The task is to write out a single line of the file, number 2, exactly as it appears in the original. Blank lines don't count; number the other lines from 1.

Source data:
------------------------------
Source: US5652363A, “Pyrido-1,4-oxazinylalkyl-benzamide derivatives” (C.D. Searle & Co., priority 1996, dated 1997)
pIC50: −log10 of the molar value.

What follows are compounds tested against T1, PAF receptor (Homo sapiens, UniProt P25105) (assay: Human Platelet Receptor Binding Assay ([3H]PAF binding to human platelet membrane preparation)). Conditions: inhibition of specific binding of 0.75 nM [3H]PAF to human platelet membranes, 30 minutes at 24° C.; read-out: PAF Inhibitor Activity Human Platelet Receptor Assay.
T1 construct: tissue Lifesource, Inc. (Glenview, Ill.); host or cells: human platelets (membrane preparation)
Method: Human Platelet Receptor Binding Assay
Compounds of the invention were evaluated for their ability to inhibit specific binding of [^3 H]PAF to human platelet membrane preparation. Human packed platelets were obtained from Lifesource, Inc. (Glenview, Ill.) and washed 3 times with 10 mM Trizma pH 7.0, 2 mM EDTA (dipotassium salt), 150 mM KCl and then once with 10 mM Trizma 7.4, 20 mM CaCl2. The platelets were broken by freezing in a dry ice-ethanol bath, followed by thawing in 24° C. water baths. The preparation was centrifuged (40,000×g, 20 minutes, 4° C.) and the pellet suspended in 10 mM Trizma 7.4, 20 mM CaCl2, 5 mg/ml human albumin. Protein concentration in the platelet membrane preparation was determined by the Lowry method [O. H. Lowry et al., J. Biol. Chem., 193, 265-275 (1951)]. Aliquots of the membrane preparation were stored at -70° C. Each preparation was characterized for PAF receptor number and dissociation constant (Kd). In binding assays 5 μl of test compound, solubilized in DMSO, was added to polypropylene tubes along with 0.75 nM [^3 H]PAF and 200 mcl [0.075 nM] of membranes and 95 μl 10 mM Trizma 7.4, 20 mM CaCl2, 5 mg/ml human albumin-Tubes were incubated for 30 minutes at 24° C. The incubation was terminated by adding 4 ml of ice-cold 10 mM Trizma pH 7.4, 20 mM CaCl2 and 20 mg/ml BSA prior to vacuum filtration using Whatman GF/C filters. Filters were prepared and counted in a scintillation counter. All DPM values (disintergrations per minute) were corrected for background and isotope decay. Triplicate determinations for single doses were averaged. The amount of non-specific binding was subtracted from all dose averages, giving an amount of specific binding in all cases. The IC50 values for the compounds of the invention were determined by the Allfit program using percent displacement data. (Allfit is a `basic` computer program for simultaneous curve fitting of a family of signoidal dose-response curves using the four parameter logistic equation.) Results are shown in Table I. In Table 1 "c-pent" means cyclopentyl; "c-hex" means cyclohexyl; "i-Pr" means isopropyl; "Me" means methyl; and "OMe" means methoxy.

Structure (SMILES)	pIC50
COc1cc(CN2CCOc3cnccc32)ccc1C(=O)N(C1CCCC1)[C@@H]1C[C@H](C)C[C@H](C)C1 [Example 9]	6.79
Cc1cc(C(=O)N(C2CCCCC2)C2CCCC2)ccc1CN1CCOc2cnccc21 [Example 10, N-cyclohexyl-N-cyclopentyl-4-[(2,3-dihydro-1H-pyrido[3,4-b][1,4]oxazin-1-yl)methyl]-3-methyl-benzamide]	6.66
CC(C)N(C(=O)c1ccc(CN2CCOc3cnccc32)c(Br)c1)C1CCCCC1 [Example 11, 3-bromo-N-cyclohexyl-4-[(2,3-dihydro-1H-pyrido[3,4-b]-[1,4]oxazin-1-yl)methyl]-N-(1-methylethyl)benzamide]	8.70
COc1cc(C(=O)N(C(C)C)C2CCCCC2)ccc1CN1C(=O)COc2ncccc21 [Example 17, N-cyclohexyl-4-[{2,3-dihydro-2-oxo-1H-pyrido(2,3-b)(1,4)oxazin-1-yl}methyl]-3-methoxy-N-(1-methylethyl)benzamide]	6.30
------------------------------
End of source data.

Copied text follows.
pIC50: −log10 of the molar value.